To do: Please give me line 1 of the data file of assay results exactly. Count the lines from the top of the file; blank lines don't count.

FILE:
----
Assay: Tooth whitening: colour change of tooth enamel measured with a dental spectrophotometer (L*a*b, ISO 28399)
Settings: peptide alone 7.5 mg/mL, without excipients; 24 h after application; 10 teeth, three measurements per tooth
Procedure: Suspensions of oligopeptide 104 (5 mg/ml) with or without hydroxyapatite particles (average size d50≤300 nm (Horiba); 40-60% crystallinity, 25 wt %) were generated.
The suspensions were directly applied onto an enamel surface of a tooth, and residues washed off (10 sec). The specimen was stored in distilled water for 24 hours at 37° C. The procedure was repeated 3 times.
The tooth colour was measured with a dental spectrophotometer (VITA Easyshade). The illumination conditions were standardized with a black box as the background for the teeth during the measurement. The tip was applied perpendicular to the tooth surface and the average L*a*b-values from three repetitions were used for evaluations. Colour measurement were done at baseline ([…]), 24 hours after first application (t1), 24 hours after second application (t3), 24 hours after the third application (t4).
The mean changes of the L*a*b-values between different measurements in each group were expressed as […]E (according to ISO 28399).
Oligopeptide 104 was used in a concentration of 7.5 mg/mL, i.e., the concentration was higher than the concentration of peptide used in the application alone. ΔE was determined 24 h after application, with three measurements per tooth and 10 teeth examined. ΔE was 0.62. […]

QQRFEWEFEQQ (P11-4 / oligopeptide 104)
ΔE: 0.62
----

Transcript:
Assay: Tooth whitening: colour change of tooth enamel measured with a dental spectrophotometer (L*a*b, ISO 28399)